Doctor advises what to eat to help an iron deficiency
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Iron is a crucial mineral that is responsible for a number of vital roles in your body. Most cases of iron deficiency stem from inadequate iron intake, but internal bleeding, heavy periods and genetics can also play a role. Fortunately, iron tablets and iron-rich foods can help replenish your levels once you identify the condition. Asthenia could alert you of the missing nutrient.
Iron helps your body produce red blood cells, which contain a protein called haemoglobin that carries oxygen from your lungs to all parts of the body.
Stripped of this key process, your organs and tissues won’t get as much oxygen as they should.
This prompts your body to stir up the warning signs, alerting you of the deficiency.
Asthenia is one of the tell-tale signs that could ring alarm bells, according to the Mayo Clinic.
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Asthenia describes physical weakness or a lack of energy that can target specific body parts, as well as the entire body.
The haemoglobin in red blood cells ensures good oxygen circulation, so low levels caused by iron deficiency make the oxygen supply also lower.
That’s why people with this deficiency can start feeling tired and weak.
However, asthenia isn’t the only indicator of iron deficiency.
The Mayo Clinic shares that other symptoms can include:
- Extreme fatigue
- Pale skin
- Chest pain, fast heartbeat or shortness of breath
- Headache, dizziness or light-headedness
- Cold hands and feet
- Inflammation or soreness of your tongue
- Brittle nails
- Unusual cravings for non-nutritive substances (ice, dirt or starch)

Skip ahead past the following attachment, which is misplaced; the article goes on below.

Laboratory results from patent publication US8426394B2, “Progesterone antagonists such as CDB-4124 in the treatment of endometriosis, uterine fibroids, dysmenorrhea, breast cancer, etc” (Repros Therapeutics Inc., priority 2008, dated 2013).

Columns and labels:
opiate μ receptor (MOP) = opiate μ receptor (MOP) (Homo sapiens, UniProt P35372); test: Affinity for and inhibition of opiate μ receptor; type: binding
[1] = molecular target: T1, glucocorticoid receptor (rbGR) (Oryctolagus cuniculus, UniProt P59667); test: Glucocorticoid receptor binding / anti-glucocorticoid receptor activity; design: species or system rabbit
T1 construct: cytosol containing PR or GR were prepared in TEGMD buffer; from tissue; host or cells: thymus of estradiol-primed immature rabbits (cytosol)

- Poor appetite (especially in infants and children with iron deficiency anaemia).
The NHS recommends seeing a GP if you suffer from any iron deficiency symptoms.
Fortunately, a simple blood test will be able to reveal the deficiency and get you diagnosed.
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Once your doctor identifies the reason behind your iron deficiency, they will choose the best course of treatment for you.
From dietary supplements to an iron-packed diet, there are various treatments available.
If your blood tests indicate low red blood cell count, iron tablets will be able to replace the missing mineral.
The NHS advises drinking orange juice after you’ve taken your supplement, as it may help your body absorb the mineral.
If your diet is causing the iron deficiency, your GP might prescribe a food regimen rich in the nutrient.
The NHS shares that good food sources of iron include:
- Dark-green leafy vegetables like watercress and curly kale
- Fortified cereals and bread with extra iron
- Dried fruit like apricots, prunes and raisins
- Pulses (beans, peas and lentils).
“You might be referred to a specialist dietitian if you’re finding it hard to include iron in your diet,” the health service adds.
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